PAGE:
ABC News(WASHINGTON) -- Competing groups of Republican senators have introduced resolutions aiming either to boost or curtail the U.S. role in Libya, a sign of how divided Congress is on the military operations there.

One motion, introduced by Sen. John McCain of Arizona, the powerful top Republican on the Senate Armed Services Committee, would authorize U.S. forces to operate inside Libya in an effort to keep the situation there from deteriorating into a stalemate between strongman Moammar Gadhafi and the rebels.

"Rather than playing a support role within NATO, America should be leading," McCain said at an Armed Services panel hearing April 7. "Our military should be actively engaged in degrading Gadhafi's forces in the field, which could significantly increase the pressure on his regime and the odds that it will crack."

But fellow GOP Sens. John Ensign of Nevada and Kay Bailey Hutchison of Texas disagree. Indeed, they argue, the United States has no vital interest in Libya.

They have introduced a resolution to declare that there is no vital U.S. interest in Libya, that Congress has not authorized military power in the region and that NATO and Arab nations that do have a vital interest in the region should increase their military and financial contributions to the effort in Libya.

Ensign said, "I believe that the Senate needs to pass this resolution declaring that our country has no vital interest in Libya so that we can get our servicemen and women out of there once and for all."

The Obama administration is likely to disagree with both measures.

The administration, reluctant to get involved in the conflict in the first place, has stressed it would only do so with international backing. McCain's resolution authorizing the use of ground forces could be at odds with the United Nations Security Council resolution authorizing the use of force to protect civilians and enforce a no-fly zone in Libya, which specifically prohibits an occupying force in the country.

And the administration has argued that Libya is of strategic interest to the United States. Privately, administration officials worry that if Gadhafi were to win out against the rebels, it would cast a chill on the so-called Arab Spring movement that has toppled dictators throughout the Middle East.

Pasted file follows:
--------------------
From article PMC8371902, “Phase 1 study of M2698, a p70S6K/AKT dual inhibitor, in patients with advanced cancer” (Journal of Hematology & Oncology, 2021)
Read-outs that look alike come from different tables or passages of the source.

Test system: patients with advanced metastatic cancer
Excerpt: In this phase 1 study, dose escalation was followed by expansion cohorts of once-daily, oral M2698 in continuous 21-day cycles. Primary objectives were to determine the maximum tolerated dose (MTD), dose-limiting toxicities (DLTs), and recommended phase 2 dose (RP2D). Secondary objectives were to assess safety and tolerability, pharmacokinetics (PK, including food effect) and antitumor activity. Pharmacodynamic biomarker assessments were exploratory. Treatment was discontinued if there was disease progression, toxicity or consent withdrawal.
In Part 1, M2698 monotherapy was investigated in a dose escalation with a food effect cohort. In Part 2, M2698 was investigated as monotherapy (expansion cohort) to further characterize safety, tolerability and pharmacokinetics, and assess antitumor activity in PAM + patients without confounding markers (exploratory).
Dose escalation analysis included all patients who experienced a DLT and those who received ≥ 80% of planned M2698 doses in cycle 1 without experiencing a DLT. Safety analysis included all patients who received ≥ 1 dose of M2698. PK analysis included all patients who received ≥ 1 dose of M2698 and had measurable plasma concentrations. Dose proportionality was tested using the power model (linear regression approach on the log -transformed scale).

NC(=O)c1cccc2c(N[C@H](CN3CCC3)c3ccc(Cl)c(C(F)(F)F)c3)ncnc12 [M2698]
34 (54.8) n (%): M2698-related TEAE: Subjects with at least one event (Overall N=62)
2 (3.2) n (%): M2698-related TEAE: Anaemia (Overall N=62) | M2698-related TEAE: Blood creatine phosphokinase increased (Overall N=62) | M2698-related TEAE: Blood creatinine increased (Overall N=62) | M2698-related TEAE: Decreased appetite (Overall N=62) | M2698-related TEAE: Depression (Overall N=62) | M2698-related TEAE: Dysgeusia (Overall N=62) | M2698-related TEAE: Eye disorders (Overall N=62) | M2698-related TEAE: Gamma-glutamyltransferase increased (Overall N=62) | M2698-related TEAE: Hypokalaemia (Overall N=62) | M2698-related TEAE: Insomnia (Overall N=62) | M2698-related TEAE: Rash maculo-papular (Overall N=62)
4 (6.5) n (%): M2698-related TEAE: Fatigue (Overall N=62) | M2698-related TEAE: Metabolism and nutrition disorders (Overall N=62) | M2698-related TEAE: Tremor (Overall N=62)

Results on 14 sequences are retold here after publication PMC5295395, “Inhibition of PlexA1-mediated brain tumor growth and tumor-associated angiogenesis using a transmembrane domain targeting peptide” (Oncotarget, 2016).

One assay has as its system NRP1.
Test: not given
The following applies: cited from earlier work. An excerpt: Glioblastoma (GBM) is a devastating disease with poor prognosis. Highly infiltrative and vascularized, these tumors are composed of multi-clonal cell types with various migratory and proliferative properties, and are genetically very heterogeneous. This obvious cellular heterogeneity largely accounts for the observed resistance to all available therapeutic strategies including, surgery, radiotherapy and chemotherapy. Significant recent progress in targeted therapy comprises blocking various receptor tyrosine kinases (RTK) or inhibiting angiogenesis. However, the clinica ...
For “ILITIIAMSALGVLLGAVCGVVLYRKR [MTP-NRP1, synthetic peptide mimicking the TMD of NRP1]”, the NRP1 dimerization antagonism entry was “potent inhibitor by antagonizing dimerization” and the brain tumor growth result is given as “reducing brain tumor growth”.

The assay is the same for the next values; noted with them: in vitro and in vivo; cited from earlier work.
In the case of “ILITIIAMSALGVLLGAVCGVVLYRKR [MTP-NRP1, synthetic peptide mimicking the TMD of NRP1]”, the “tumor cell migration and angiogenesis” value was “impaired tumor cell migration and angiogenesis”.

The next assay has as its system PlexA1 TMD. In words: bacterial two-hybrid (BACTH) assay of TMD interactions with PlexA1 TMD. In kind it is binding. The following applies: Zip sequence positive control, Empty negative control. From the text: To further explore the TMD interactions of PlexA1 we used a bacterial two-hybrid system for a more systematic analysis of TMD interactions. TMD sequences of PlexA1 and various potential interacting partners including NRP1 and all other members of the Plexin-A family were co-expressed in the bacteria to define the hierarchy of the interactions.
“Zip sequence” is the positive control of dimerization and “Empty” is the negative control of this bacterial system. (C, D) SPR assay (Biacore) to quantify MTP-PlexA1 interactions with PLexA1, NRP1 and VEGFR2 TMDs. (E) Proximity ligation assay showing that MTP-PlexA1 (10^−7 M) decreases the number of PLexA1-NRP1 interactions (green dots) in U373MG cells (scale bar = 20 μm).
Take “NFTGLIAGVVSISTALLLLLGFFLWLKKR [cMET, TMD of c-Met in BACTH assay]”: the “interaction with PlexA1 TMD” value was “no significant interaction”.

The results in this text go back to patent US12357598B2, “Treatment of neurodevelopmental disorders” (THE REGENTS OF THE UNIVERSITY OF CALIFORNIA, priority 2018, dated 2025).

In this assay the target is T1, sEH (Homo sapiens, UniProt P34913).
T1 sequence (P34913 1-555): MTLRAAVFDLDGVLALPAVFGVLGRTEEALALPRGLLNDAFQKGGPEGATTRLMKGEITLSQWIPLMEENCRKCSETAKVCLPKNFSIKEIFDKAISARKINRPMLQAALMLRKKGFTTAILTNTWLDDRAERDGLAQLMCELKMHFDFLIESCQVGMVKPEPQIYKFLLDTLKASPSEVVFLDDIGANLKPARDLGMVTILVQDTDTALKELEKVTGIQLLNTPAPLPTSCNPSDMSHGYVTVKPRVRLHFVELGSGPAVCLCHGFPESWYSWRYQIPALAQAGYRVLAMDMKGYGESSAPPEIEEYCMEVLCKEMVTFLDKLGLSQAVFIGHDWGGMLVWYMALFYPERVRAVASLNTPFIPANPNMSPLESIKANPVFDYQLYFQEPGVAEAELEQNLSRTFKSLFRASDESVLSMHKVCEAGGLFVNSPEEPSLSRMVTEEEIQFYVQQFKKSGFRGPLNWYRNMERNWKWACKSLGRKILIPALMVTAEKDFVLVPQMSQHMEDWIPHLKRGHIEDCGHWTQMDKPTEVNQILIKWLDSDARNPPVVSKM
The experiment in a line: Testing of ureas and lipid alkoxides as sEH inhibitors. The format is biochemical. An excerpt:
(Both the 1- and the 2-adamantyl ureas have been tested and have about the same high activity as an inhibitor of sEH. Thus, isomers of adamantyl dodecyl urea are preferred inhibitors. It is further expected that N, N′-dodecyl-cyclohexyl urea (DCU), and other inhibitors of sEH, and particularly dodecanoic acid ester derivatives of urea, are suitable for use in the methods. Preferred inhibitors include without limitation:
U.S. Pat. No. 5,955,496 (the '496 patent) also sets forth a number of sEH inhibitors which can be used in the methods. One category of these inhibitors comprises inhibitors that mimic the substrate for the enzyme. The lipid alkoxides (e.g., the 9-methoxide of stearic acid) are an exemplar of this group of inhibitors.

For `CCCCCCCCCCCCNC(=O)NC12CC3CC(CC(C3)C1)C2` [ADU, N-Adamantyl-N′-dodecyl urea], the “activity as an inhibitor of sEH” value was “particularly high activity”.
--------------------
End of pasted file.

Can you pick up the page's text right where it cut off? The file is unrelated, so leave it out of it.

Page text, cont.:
Copyright 2011 ABC News Radio


GOP to Block All Senate Bills Other than Government Funding, Tax Cuts

Photo Courtesy - Getty Images(WASHINGTON) -- Fed up with Senate Majority Leader Harry Reid’s focus on issues such as food safety, Senate Republicans on Wednesday said they will block all legislation until lawmakers have figured out a way to fund the government and prevent the Bush tax cuts from expiring.

In a letter to Reid signed by all 42 members of the Republican caucus, the GOP senators said, “We write to inform you that we will not agree to invoke cloture on the motion to proceed to any legislative item until the Senate has acted to fund the government and we have prevented the tax increase that is currently awaiting all American taxpayers.  With little time left in this Congressional session, legislative scheduling should be focused on these critical priorities.”

But thus far, one month after the mid-term elections, Reid has devoted the Senate’s lame-duck session to a sweeping food safety bill, while stating that he also plans to hold votes on other issues such as repealing the military’s "Don’t Ask Don’t Tell" policy, passing the DREAM Act to grant legal status to young illegal immigrants who serve in the military or go to college, and ratifying the START nuclear treaty with Russia.

Meanwhile, government funding will run out on Friday unless lawmakers pass another continuing resolution to prevent a federal shutdown.  The House Wednesday will take up a continuing resolution to extend government funding for two weeks to give Congress more time to figure out a longer-term solution.

Copyright 2010 ABC News Radio